Is the Eli Whitney case an outlier case?  Real world purchasers in a B to B situation will only purchase an inventive product if they will receive more than an “normal return.”  If an invention only provides a “normal return” to the purchaser, then they will have a wide variety of known devices that will provide them average return.  There is no reason to select an inventive product that is going to require the purchaser to learn a new product and possibly alter their existing processes when they can get the same return from existing choices.  Similarly, no rational investor is going to invest in an invention if they can obtain the same return by investing in a number of other known projects.  This shows that in the real world both the inventor and the purchaser have to receive excess returns for an invention to be successful.

We know that neither the inventor nor the purchaser of the invention is expecting a normal return.  An invention will only be successful if both the buyers and the inventor receive an above normal return on their investment.  The inventor and the buyer are both rent seeking according to standard economic theory, which shows that the concept of “rent seeking” is seriously flawed.  I propose that real rent seeking is when one party to a transaction obtains above normal returns and while the other party obtains below normal returns.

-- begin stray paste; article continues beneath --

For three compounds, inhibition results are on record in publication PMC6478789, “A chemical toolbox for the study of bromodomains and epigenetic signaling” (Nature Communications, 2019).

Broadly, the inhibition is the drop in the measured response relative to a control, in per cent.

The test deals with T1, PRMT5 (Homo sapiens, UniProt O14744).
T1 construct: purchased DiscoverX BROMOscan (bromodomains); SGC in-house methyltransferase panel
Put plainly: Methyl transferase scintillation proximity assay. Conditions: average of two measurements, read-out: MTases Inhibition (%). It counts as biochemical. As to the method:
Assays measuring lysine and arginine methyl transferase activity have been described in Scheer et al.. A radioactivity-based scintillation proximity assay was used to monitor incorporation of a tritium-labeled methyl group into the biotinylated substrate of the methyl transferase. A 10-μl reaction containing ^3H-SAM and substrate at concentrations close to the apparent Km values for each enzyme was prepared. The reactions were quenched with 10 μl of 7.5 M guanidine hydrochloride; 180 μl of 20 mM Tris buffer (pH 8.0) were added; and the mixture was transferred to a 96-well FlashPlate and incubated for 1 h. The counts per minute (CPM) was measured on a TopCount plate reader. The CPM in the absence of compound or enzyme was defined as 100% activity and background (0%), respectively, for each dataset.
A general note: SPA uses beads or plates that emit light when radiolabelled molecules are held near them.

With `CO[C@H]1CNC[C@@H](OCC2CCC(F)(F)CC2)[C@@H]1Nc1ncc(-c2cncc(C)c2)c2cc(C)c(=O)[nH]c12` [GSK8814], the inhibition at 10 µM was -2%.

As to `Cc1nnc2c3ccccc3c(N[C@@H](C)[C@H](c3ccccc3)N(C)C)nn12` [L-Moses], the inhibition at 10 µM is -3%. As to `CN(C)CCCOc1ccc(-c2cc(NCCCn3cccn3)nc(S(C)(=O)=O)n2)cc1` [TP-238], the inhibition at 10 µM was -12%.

It is clear that the real rent seekers are not patent holders but a society that wants to obtain the benefits of new technologies without paying the creators of these new technologies.

Scenario 4 – Inventors Receive Excess Returns Both on Their Manufacturing Costs and the Risk Adjusted Costs of Inventing and Marketing a New Invention